3. Vienna when picking up the rental car - "Tie Guy" and I follow the signs to the rental lot, but this turns out to be rental return and not pickup. Back to the arrivals hall and to the desk. Got out car? Yep, no probs so far. Does it have navigation like we ordered? No. Any portable systems? No, but we can give you a map. Upgrade? Yes, we can give you a Cabriolet. Turns out the cabriolet was a Chrysler something, which was like a pregnant whale with a toupet(?), which is useless when it is snowing... Anyway, suffice to say that Vienna is a very pretty city, and we got to see A LOT of it on the way to the hotel...

  4. Hotel to Customer, and First Customer to Second Customer - story not much different to on the way to the Hotel, but Vienna really is a nice city. Would be a lot better if the shit map from the rental place had the one way streets marked, and the street signs were where you could see them, instead of stuck to the side of a building, around the corner somewhere.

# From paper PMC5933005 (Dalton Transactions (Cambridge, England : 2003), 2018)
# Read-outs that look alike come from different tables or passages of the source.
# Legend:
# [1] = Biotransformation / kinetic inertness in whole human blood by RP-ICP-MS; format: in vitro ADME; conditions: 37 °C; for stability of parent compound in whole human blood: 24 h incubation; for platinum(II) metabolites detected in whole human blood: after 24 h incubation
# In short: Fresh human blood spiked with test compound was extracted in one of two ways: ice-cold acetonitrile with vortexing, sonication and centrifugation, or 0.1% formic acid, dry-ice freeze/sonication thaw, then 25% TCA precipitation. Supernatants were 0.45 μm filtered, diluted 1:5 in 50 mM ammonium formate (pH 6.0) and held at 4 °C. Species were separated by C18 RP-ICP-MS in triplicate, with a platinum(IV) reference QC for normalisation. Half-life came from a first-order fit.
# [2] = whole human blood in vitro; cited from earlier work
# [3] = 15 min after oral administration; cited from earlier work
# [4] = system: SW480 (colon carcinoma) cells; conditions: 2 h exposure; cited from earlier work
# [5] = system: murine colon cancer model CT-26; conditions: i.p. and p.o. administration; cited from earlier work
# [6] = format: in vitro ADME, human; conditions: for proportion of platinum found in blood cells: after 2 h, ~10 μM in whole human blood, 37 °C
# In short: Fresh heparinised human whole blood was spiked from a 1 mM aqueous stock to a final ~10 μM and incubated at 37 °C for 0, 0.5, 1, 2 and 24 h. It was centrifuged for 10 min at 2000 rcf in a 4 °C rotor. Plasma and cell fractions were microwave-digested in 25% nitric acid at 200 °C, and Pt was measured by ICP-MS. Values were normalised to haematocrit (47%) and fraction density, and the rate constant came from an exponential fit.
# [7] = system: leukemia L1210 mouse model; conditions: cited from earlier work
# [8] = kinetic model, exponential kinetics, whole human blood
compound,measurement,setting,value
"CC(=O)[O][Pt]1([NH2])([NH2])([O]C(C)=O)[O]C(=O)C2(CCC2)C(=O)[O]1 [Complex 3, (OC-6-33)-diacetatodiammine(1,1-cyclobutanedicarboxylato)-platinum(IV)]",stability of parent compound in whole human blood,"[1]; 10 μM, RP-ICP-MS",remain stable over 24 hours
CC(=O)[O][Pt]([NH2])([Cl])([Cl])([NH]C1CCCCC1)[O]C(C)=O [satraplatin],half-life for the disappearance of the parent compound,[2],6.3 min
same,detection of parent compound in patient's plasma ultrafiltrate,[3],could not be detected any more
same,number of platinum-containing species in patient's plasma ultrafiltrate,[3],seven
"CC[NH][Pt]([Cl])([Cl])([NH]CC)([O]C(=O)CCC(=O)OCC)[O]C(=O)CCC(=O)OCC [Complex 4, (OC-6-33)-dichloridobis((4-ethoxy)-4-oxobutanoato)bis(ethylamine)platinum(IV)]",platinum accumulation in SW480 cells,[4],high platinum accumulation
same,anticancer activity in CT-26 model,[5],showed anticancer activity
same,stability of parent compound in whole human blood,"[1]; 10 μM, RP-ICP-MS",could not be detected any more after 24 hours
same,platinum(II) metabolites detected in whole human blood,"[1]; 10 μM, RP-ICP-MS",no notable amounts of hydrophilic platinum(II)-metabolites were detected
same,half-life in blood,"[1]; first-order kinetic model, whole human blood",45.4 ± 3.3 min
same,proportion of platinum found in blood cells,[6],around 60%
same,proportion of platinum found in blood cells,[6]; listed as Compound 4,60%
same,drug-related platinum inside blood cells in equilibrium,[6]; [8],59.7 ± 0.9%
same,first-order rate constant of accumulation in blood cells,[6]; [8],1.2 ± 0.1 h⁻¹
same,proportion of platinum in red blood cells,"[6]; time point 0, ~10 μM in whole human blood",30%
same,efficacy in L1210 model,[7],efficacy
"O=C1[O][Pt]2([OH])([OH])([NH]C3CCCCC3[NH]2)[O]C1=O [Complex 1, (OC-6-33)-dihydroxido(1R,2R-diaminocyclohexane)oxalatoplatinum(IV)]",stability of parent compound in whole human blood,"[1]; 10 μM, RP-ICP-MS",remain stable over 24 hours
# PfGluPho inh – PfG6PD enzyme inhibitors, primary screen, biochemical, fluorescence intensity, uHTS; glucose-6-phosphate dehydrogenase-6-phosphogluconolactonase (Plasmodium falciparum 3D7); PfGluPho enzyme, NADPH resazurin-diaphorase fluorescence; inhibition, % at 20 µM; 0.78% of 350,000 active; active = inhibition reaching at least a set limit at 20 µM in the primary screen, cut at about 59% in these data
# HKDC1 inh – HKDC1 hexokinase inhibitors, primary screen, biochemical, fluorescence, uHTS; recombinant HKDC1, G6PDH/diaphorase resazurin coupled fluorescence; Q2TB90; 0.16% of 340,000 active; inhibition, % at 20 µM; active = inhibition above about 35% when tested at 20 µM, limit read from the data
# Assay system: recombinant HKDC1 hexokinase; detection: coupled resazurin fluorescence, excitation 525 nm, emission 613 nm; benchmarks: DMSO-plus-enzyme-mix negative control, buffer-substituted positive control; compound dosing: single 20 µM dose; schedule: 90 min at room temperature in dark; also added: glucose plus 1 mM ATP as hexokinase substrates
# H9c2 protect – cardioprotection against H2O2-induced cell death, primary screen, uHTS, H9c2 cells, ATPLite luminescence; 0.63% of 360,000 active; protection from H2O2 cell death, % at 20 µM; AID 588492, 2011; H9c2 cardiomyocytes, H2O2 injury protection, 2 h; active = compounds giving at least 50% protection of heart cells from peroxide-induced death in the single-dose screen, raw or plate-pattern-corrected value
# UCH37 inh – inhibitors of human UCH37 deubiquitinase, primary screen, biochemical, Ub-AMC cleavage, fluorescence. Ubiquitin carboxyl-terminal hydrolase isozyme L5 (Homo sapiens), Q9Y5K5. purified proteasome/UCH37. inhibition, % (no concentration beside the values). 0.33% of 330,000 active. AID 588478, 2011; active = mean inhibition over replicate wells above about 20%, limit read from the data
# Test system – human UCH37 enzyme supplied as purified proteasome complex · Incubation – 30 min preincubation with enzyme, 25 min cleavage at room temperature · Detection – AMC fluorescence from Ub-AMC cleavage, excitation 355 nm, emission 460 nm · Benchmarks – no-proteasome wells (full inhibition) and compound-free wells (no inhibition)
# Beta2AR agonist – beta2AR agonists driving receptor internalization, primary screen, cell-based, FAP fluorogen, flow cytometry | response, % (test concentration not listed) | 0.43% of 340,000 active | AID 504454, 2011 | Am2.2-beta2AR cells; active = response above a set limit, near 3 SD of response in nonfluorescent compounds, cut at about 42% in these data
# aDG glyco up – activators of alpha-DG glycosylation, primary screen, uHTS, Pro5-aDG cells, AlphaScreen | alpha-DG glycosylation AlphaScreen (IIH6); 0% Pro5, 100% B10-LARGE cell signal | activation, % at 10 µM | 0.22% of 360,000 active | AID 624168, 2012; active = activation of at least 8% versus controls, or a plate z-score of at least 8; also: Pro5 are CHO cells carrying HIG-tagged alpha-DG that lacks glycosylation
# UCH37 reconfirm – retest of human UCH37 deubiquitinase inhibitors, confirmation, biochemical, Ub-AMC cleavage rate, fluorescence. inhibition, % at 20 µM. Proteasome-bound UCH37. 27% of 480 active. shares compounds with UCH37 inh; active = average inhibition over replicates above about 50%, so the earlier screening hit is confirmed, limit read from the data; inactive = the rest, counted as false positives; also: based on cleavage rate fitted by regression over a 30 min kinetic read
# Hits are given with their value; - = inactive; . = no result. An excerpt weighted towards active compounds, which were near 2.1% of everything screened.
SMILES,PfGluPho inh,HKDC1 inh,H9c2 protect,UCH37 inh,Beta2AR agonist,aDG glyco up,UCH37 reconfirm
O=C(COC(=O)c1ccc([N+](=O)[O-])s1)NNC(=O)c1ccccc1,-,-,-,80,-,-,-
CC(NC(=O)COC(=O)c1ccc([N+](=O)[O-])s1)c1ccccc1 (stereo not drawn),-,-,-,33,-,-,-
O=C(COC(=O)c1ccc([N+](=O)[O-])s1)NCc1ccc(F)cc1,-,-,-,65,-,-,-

Anyway, that's enough for now.


Big Bird

This post is mainly for Trentini who is yarping on about going to the Airshow finally.

Well, there are many things about my job that are cool (BMW company car, and Autobahns), and many things about it that suck (constantly flying and sleeping in hotels). Got to add another cool thing to the list yesterday (for the aeroplane nerds out there)...

So, yesterday was the first "commercial" flight of the A380 from Frankfurt to New York. I say "commercial" because it was mainly full of journalists and VIPs, but meh! The plane was leaving from Terminal 2 at Frankfurt Airport at 09:00.

Because my Sales Guy (read as "tie wearing companion") were going to meet in Berlin, I took DBA/Air Berlin up to Berlin (discount airline) to keep the costs down. Downside of this plan is, as I found out at the airport when I arrived in Terminal 1, that they fly from Terminal 2...

So, because they are a discount airline, it also means that they don't pay for the Airbridge service, and instead ferry people too and from the plane in busses along the tarmac.